Bone conduction devices improve Sensorineural Deafness and QOL: JAMA

Published On 2021-10-19 03:30 GMT   |   Update On 2021-10-19 03:30 GMT

Bone conduction devices (BCDs) are an established form of treatment for conductive hearing loss or single sided sensorineural deafness (SSD). The BCDs work by converting sound energy to vibration of the skull bones, which results in a wave in the basilar membrane of the cochlea similar to that produced through air conduction of sound.

It is well known that BCDs improve hearing outcomes in patients with SSD, via the principle of rerouting sound from the affected side of the head to the contralateral normally hearing ear.

Hearing is integral to many aspects of human life and contributes to speech, cognition, communication, work, socializing, and entertainment. It therefore appears logical that an improvement in hearing should result in better QOL. Single-sided sensorineural deafness has been shown to be associated with decreased QOL compared with general population mean QOL scores.

Bone conduction devices have previously been used in patients with SSD with good audiological outcomes; therefore, one would assume that improving hearing with BCDs would result in an improvement in QOL. However, improvements in physical health do not universally result in an improvement in QOL. To interrogate this hypothesis further, Thomas Hampton and team conducted a meta-analysis of prospective interventional studies that included a QOL measure for patients with SSD treated with a unilateral BCD implantation.

Literature search of databases (Medline, Embase, Cochrane Library, and from January 1, 1978, to June 24, 2021, was performed. It was a prospective interventional study with 10 or more participants with SSD (defined as pure tone average >70 dB hearing loss in the worse hearing ear and 30 dB in the better hearing ear) who underwent unilateral BCD implantation and assessment of QOL before and after the intervention using a validated tool were eligible for inclusion. Studies on adults and children were eligible for inclusion. Patients with only conductive, mixed, or bilateral hearing loss were excluded.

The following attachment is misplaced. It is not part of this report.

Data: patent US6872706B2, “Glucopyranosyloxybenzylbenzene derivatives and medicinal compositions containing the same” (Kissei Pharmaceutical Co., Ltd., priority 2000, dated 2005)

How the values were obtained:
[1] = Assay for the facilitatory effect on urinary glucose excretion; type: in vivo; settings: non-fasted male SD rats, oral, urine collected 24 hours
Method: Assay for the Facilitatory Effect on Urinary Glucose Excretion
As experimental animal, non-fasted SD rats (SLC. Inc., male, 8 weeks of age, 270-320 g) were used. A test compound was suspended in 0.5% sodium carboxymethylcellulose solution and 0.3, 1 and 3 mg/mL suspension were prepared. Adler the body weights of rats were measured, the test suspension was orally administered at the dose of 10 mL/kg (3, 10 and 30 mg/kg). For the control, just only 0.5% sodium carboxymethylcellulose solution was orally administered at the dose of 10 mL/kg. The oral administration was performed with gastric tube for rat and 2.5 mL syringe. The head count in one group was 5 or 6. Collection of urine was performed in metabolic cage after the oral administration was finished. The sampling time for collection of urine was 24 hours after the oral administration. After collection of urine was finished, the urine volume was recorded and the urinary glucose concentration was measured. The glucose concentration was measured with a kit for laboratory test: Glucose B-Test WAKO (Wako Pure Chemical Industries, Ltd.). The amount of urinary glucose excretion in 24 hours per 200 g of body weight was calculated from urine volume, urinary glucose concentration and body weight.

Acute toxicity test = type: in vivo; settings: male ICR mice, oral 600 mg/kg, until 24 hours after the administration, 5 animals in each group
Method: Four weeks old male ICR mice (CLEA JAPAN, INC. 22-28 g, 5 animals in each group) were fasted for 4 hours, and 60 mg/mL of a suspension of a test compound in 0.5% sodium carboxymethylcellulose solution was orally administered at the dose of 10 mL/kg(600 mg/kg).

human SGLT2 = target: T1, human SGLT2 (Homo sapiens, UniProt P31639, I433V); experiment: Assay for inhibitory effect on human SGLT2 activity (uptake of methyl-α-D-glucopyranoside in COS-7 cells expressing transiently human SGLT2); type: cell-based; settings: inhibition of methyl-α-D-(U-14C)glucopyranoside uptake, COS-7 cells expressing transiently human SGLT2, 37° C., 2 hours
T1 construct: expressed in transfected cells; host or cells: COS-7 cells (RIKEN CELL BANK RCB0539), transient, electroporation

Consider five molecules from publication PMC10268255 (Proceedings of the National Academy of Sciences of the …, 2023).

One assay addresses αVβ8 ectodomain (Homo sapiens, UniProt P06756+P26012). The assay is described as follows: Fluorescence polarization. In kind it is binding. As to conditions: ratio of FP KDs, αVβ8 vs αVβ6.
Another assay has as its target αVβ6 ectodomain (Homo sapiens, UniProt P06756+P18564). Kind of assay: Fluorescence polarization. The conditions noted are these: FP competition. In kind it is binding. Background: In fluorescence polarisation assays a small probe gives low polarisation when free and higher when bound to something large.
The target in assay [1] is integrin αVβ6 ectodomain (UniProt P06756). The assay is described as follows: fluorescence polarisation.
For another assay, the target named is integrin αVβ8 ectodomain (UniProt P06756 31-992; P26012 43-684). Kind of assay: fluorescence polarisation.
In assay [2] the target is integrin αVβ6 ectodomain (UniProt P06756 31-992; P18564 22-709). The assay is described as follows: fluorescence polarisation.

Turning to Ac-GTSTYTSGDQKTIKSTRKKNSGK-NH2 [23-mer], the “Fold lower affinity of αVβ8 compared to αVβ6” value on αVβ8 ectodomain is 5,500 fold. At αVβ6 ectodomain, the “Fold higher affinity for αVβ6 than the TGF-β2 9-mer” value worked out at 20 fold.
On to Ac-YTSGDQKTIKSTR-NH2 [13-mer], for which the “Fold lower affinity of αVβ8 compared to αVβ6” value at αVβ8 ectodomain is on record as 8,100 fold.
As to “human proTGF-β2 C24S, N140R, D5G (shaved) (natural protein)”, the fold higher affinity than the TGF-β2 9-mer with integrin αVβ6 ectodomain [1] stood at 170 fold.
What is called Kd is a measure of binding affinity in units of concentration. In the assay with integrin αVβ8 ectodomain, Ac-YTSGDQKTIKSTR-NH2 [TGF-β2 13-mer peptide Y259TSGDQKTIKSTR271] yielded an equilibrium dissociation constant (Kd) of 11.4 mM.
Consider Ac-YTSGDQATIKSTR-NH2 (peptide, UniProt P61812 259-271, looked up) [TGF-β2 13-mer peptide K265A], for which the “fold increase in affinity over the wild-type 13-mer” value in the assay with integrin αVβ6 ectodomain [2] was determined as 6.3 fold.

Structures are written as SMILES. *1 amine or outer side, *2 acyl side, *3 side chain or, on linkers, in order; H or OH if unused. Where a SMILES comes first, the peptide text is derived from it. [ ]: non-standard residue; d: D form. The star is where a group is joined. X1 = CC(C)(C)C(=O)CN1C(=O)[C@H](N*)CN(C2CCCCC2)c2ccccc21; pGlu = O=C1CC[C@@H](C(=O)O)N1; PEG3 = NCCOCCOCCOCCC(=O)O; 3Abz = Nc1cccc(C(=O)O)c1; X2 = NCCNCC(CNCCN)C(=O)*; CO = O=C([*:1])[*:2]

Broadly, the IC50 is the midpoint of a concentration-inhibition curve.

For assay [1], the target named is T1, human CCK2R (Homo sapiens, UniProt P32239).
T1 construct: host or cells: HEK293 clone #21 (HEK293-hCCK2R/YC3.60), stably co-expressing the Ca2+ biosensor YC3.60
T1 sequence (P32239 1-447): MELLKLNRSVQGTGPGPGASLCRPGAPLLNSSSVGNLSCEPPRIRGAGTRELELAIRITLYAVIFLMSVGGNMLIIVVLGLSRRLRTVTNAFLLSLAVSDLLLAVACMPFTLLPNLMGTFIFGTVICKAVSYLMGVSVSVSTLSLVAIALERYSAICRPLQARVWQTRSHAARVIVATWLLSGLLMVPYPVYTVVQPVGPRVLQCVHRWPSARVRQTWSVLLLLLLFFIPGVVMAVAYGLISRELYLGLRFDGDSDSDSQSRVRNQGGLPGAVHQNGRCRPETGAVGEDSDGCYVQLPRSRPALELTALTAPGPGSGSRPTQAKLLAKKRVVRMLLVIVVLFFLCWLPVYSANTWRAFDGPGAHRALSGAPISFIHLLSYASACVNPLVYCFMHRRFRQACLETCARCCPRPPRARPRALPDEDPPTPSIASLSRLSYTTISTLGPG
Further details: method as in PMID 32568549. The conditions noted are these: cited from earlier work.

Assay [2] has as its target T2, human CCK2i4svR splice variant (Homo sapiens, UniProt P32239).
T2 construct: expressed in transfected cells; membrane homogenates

The main study outcome was mean change in QOL scores at 6 months after insertion of BCDs. The 3 QOL instruments used in the studies included the Abbreviated Profile of Hearing Aid Benefit (APHAB), the Health Utilities Index–3 (HUI-3), and the Speech, Spatial and Qualities of Hearing Scale (SSQ). The APHAB and the SSQ are the hearing-related QOL measures, whereas the HUI-3 is a generic QOL measure.


A total of 486 articles were identified, and 11 studies with 203 patients met the inclusion criteria. Only adult studies met inclusion criteria. Ten of 11 studies were nonrandomized cohort studies.

The BCDs assessed were heterogeneous. There was a significant statistical and clinically meaningful improvement in the global APHAB scores (mean change, 15.50; 95% CI, 12.63-18.36; I 2 = 0) and the SSQ hearing qualities (mean change, 1.19; 95% CI, 0.46-1.92; I 2 = 78.4%), speech (mean change, 2.03; 95% CI, 1.68-2.37; I 2 = 0), and spatial hearing (mean change, 1.51; 95% CI, 0.57-2.44; I 2 = 81.1%) subscales. There was no significant change detected in the mean HUI-3 scores (mean change, 0.03; 95% CI, −0.04 to 0.10; I 2 = 0). The risk of bias was assessed to be low to moderate.

This review found that across 203 patients and 11 studies, generic QOL scores did not improve but hearing-specific QOL measures improved for patients treated with BCDs for SSD. This finding adds to current developments in understanding of the benefit of treatment for asymmetrical hearing loss and greater understanding that even a single hearing ear may still leave patients with significant morbidity.

This review suggests that the disease-specific QOL instruments were generally associated with greater sensitivity for detecting and demonstrating small changes in our patients' day to-day lives, and some specific tools are explicitly designed to measure changes in QOL over time or with treatment, but this leaves with 2 possible conclusions. Either hearing-specific instruments are overly sensitive to changes and hearing does not have the significant impact on overall QOL that study appreciated, or the generic instruments are too blunt to appreciate the genuine burden of SSD.

"This systematic review and meta-analysis found that BCDs are associated with significant improvements in hearing-related QOL as measured by APHAB and SSQ scores in adult patients, whereas no difference was found in the measures of generic QOL. An instrument derived from a core outcome set sensitive to hearing interventions of all types and indications would allow more meaningful comparisons of interventions. These findings have important implications for future trials and studies on health economic evaluation of BCDs in SSD. Finally, well-designed prospective studies of a range of devices in a pediatric population with SSD are urgently needed."

Source: doi:10.1001/jamaoto.2021.2769

Article Source : JAMA Otolaryngology–Head & Neck Surgery

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